Scale of disaster unfolds as rescue work intensifies

Survivors say hundreds stranded in Kedar valley will starve to death if rescue teams do not reach them soon. Next 48 hours crucial

By Soma Basu
Published: Thursday 20 June 2013

The scale of the disaster in Uttarakhand is slowly beginning to unfold even as rescue operations were intensified by the Indian Army and other government agencies. 

People who had been rescued from the pilgrim centres in the upper reaches and returned to Rudraprayag, said Chamoli district, where pilgrimage centres Badrinath and Hemkund Sahib are located, and Kedarnath in Rudraprayag have been devastated. Manju and her husband Umesh Rawat, residents of Dehradun who were at Gaurikund (on way to Kedarnth) when the disaster hit, were rescued by the army and were dropped part of the way to Rudraprayag by truck. They said that people stranded on route to Kedarnath were going hungry. They said the food packets dropped by army helicopters had fallen into the river and did not reach people. The choppers could not be brought nearer because of  narrow passages and rocky outcrops in the valley, said Anupam Dwivedi, district information officer at Rudraprayag. The Rawats said that many people were surviving by eating grass.


The state government has, meanwhile, released a list of the worst-hit districts in the state. These are Rudraprayag, Chamoli, Uttarkashi, Tehri, Udham Singh Nagar, Champawat, Haridwar, Bageshwar, Pithoragarh, Nainital, Almora and Dehradun.

The authorities have opened two relief camps at Gauchar, 20 km before Kedarnath, and at Dehradun. About 300 people were brought to these centres in critical condition. Officials said that it took the army three days to reach Kedar valley. They said the next 48 hours are crucial for rescue operations because the Met office has predicted rains from June 24 which could hamper relief and rescue work, and people would be left starving.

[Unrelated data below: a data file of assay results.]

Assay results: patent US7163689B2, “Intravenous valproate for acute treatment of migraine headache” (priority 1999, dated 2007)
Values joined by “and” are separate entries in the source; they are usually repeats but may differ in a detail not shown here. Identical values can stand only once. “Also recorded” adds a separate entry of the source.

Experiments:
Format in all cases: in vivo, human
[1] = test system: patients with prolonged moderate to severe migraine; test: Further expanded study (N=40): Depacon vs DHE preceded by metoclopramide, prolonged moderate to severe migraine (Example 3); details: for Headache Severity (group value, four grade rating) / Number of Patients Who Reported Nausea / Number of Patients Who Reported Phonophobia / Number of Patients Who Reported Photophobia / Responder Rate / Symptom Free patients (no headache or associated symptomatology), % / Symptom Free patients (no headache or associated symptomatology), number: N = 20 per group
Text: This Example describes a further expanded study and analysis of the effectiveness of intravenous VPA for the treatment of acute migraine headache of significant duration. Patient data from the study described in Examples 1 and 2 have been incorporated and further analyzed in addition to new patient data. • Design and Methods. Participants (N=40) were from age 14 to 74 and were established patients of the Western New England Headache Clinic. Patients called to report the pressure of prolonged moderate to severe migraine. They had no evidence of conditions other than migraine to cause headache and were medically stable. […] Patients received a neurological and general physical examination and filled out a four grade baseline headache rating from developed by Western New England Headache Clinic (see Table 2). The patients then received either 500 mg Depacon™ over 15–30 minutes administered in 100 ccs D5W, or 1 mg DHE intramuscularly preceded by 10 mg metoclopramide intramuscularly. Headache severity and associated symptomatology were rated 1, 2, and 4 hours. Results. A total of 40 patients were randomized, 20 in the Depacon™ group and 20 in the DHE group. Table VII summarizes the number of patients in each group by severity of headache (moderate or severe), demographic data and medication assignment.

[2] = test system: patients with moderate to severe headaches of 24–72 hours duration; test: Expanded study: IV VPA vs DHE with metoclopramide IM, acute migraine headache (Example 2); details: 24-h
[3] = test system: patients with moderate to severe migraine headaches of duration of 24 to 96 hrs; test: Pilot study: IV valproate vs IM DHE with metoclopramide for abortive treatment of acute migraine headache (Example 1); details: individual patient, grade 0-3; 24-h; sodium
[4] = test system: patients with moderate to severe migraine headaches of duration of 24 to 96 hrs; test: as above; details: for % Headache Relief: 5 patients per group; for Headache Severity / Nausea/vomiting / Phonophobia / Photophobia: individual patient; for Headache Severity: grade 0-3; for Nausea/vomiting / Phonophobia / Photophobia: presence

Attempts to restore road connectivity fail

The Indo Tibetan Border Police is also in the area trying to restore road connectivity by laying temporary bridges, but have not been successful so far; as many as 14 bridges were washed away on route to Kedarnath.

Officials said that 3,000 people have been rescued from Kedar valley along till now. There is no count of the people still stranded or buried there. The official toll who have died in the disaster following extreme rains, floods and landslides is still 130, but casualties are much higher. Some of the survivors told this correspondent that there were as many as 800 pilgrims staying in Kali Kamli dharamshala in Kedarnath which  which was brought down by the flash floods. No rescue team has reached the spot yet.

No co-ordination

There were also complaints of lack of co-ordination between the army and state agencies because of which there is no proper list of people who have been rescued. As a result inquiries from anxious relatives often draw a blank. Six battalions of the National Disaster Response Force have also been pressed into service, but only three could carry out rescue and relief operations while the other three were in Rudraprayag because of no-availability of choppers, district officials informed on condition of anonymity. 

Uttarakhand government is at present giving Rs 5,400 as general relief to people who have lost their homes in the disaster.

Residents in Rudraprayag, too, are chipping in to help survivors. For instance, the traders' organisation and chemists' association in Rudraprayag has extended free medical assistance to survivors. They complained that they had attempted to send relief material and medicines on one of the choppers' but were rebuffed saying that it was meant to take a state minister on aerial survey.           

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